“This old heart of mine been broke a thousand times” plays from the speaker on my desk as I finish up my homework for the night. I fall down a wormhole, and I’m back in the passenger seat of my dad’s Ford F150. The heat is blasting, and the “heater seat,” as we call it, is on level three. It’s the middle of winter in Valdosta, Georgia, so it’s about 45 degrees. We hot-blooded country folk can’t handle it.
Passing over the Suwannee River, I put my feet on the dashboard to hold them up like I have done for 12 years. My dad told me to do it because his father told him to; it’s a tradition, a superstition. Cousin Brucie announces it is 60s on 6 and it’s time for Percy Sledge’s hit song “When a Man Loves a Woman.” And my dad belts it.
I plug my ears as I try to prepare for his wailing. His fingers excitedly tap out the beat on the steering wheel as we pass over the last part of the bridge. I can finally put my feet down. I focus on everything we drive by even though I’ve been riding by them everyday for years. A gas station is being rebuilt on my right, but behind it are dirt roads and horses roaming in pastures. Pine trees and deer still own more of the land than people do. We pass some of my classmates, and to embarrass me, my dad lifts my arms like I’m a marionette and wiggles them around in a sort of dance move.
As he serenades me, he doesn’t forget to mention that this is his and my mom’s song. He tells me every time, but he’s never the one to remind me how they got married; that’s my mom’s job. They went to Las Vegas. And no, they didn’t have a drunken wedding that they didn’t remember when they woke up. My parents were actually on vacation, and one morning, my mom started worrying about how she was 35 and unmarried.
They had been dating for 13 years at this point. When my dad asked what she wanted to do, she said she wanted to get married. He said, “Ok, let’s go sign the papers,” and that’s exactly what they did. They went to a courthouse, signed the marriage papers and had a cop take their “wedding photo” in front of the 99¢ shrimp cocktail billboard.
Finally, the song and memory lane come to an end. A classic Beatles hit starts as we pull up to my middle school, the one-hall brick building next to my elementary school, and Dad is still singing at the top of his lungs.
I’ve been on this same campus since pre-K, and I will move to the next brick building for high school. My classmates are more like siblings because the 40 of us have grown up together. We have graduated from dress up games to football games where we cheer on the high school team and dream of being older. The high schoolers park their cars, and without even glancing our way, they head into their territory. Dad and I patiently wait in the drop-off line, and then it is finally my turn to run inside.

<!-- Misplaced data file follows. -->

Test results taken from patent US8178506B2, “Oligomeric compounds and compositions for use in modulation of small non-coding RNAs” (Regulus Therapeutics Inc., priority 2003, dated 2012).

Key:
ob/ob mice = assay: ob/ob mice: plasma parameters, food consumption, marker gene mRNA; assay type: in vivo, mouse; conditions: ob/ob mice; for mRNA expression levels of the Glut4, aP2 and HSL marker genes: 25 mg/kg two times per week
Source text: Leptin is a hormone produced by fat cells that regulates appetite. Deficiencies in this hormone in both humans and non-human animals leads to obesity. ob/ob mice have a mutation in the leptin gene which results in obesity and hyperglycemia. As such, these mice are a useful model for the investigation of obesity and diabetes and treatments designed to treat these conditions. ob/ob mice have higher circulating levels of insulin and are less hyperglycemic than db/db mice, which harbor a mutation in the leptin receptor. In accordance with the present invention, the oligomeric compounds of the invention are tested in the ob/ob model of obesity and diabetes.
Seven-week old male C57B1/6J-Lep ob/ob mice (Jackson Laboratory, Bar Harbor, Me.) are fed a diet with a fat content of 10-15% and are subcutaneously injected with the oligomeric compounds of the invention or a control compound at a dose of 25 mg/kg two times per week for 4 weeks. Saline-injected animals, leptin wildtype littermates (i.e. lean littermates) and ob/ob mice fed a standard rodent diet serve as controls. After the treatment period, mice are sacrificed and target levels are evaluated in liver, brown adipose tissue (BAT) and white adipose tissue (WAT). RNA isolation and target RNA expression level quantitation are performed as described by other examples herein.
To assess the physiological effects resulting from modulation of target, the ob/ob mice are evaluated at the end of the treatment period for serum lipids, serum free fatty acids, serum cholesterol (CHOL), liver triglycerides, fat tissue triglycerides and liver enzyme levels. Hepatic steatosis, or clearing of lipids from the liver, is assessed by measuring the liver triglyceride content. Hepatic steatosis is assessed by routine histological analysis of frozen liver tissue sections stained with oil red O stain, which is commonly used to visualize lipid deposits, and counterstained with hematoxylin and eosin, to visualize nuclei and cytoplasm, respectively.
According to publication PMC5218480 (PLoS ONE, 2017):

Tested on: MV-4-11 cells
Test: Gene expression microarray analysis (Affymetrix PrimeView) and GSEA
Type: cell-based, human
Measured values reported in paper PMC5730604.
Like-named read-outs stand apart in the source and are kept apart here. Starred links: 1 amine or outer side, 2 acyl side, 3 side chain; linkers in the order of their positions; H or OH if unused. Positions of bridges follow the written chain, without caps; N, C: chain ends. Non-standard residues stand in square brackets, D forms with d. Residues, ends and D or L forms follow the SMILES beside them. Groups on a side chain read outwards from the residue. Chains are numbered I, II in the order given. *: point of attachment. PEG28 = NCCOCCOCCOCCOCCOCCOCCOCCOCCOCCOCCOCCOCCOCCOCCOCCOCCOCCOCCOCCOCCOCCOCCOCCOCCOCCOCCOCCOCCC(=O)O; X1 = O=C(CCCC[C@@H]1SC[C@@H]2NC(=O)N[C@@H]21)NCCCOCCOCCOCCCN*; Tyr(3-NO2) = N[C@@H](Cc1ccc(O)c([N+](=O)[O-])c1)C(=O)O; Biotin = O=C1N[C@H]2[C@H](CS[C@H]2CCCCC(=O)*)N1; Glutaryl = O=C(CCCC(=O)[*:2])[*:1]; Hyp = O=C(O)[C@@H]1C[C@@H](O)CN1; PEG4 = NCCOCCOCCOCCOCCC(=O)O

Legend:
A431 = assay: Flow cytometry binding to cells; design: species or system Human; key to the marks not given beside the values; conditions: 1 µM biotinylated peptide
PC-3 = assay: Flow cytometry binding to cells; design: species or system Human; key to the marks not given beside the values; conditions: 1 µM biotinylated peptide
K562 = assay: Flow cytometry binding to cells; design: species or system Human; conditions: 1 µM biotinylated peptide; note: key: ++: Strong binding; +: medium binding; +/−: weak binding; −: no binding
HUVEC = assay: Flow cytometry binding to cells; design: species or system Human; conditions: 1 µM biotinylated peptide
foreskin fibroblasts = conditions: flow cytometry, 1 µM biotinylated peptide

“Be careful, you don’t want to ruin everyone’s morning,” I say as I slide out of the warm incubator and into Antarctica. As soon as the words come out of my mouth, his fingers are reaching for the volume, and the number skyrockets from a mild 16 to a headbanging 30.
I’m not embarrassed; he has done way worse. He slid down the hall on his stomach in front of the whole school when I was in third grade, knocking a few kids down along the way. I actually like how he jokes around and doesn’t care what anyone thinks, but of course I’ll never admit that to him. And, I can certainly never tell him, but I want to be like him. Even if I did, he would tell me, “No, don’t be like me. Be like your mom,” and he would mean it.
I know everyone says that their mom is cool, but mine really is. She left the Southern Baptist Church at a young age because the preacher yelled about suffering from Hellfire and Eternal Damnation if you did not strictly follow the rules of the Bible. Then she shocked the world by converting to Judaism after practically proposing to my father.
Converting was huge, especially in such a small and very Christian town. She’s a trend breaker, and that’s why my dad hopes I take after her. But the best part is that she owns an exterminating company. Not only did she develop the one in Valdosta, but also she expanded it throughout Georgia and South Carolina.
My mom was the business owner, and my dad retired when I was born. I had a stay-at-home dad. I also had Pearl. She was my nanny, but she was really a second mother. Pearl had two jobs to raise her children and she never stopped working. She is the most incredible woman I have ever known, and she taught me how to see the world.
Without Pearl, I wouldn’t be the strong and determined woman I am today. My mom showed me how to be confident and how to take charge with a smile and a kind heart. My father taught me that there is no point in getting embarrassed in life because it is too short to worry about what people think. These three people, especially my mom, have shaped who I am.
My mom has never drawn attention to her success. She has never once bragged or boasted. She is not only humble but also down-to-earth. She’s genuine, and this is a characteristic I feel is disappearing from the world. She does not know how special she is. Growing up with a woman like her as my role model is the only reason I am the person many of you know. Without even realizing it, she has shown me the woman that I hope to be one day. So, when my dad says, “No, don’t be like me. Be like your mom,” I always want to say, “That’s all I want.”
I’m pulled back to my life at Hopkins as Steppenwolf sings, “Like a true nature’s child / We were born, born to be wild.” I can’t help but think that my mom was wild in her day, so I’m going to say that’s the first, maybe second and third, step to becoming like her.